Fireplaces are used in approximately 80% of detached houses in the metropolitan area. The harmful effects of emissions caused by wood burning often peak in wintertime, resulting in lower air quality, especially in densely built residential areas with detached houses.
Fine particles pose the greatest environmental health risk and cause approximately 1,600–1,800 premature deaths per year in Finland. Wood burning accounts for approximately 13% of these. This means that, according to an estimate by the National Institute for Health and Welfare (THL), small-scale wood burning causes approximately 250 premature deaths per year in Finland.
In the metropolitan area, wood burning causes more fine particle emissions than energy production or transport.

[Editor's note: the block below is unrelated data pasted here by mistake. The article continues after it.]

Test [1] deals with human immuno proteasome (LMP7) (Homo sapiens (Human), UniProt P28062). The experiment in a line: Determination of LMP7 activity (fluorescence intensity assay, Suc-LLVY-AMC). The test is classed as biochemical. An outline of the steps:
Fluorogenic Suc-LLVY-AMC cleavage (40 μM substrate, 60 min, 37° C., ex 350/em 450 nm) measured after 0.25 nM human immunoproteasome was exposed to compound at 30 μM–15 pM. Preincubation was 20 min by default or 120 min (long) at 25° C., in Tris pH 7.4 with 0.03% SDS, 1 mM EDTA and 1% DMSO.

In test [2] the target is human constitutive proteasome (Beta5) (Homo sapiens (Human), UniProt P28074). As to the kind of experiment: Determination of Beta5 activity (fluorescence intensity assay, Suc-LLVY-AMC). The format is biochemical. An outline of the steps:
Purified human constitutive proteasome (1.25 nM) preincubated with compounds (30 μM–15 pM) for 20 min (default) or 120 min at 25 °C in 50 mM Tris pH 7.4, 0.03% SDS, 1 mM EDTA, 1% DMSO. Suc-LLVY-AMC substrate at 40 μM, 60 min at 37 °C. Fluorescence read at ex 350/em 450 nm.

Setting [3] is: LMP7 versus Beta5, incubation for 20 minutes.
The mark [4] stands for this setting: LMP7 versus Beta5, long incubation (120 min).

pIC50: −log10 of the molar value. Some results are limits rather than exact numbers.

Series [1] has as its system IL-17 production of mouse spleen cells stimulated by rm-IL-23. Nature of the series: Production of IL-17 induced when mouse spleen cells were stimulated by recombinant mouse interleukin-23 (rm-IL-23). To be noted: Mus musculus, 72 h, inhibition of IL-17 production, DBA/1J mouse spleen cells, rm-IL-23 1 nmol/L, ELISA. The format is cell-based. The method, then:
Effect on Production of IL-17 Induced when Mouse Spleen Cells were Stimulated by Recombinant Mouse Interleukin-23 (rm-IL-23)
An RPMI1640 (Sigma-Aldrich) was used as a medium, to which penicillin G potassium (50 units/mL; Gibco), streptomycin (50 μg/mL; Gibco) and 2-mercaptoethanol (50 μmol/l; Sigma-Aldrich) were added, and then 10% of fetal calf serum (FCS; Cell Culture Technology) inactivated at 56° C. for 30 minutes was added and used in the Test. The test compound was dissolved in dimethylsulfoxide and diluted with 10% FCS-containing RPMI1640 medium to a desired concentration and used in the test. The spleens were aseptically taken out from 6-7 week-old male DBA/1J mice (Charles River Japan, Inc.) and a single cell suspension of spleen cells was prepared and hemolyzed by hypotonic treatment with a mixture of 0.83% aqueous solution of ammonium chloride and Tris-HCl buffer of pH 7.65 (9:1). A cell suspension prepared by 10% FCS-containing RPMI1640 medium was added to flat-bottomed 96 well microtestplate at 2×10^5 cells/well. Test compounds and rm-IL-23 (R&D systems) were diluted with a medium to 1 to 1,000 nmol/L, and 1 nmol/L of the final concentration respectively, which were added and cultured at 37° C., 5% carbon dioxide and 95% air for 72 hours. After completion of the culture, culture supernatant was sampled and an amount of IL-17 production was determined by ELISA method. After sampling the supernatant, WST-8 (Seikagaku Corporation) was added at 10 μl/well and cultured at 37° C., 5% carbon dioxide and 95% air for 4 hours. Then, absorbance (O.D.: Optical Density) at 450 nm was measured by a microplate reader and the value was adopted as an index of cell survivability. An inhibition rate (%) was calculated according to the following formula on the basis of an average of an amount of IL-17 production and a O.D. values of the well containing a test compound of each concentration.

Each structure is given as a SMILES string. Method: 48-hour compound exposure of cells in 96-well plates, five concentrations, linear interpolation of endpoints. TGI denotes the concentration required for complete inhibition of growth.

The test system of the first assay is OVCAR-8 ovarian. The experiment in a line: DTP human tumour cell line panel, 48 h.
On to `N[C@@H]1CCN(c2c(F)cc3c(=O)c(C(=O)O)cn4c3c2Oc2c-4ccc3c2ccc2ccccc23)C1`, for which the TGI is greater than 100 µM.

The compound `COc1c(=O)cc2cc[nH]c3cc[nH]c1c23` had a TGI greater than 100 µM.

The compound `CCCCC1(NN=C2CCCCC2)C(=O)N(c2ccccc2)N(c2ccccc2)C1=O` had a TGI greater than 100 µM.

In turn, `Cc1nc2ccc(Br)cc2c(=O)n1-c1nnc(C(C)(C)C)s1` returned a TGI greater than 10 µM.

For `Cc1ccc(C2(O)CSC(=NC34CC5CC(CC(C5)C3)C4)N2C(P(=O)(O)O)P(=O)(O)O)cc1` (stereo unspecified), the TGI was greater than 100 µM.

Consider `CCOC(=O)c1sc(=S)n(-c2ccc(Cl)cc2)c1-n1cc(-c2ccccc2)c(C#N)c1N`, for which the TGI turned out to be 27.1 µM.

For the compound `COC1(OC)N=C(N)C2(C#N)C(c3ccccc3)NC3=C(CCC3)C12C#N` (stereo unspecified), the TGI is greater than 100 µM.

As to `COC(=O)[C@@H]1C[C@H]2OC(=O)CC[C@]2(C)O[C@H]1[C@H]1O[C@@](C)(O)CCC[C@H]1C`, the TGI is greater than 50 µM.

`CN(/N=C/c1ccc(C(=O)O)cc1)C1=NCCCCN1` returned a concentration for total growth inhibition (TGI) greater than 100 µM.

Approximately half of fine particle emissions related to combustion in the metropolitan area are estimated to come from the use of fireplaces. Heat-retaining fireplaces cause one third of these, and wood-heated sauna heaters cause one third of them.
Combustion-based particle emissions by source in the metropolitan area
The graph indicates where combustion-based fine particle emissions come from. Particle emissions from fireplaces have not decreased at the same pace as particle emissions from road traffic and energy production, meaning that their total share of particle emissions has increased. (Ilmansaasteiden päästötrendit pääkaupunkiseudulla, Helsinki Region Environmental Services HSY)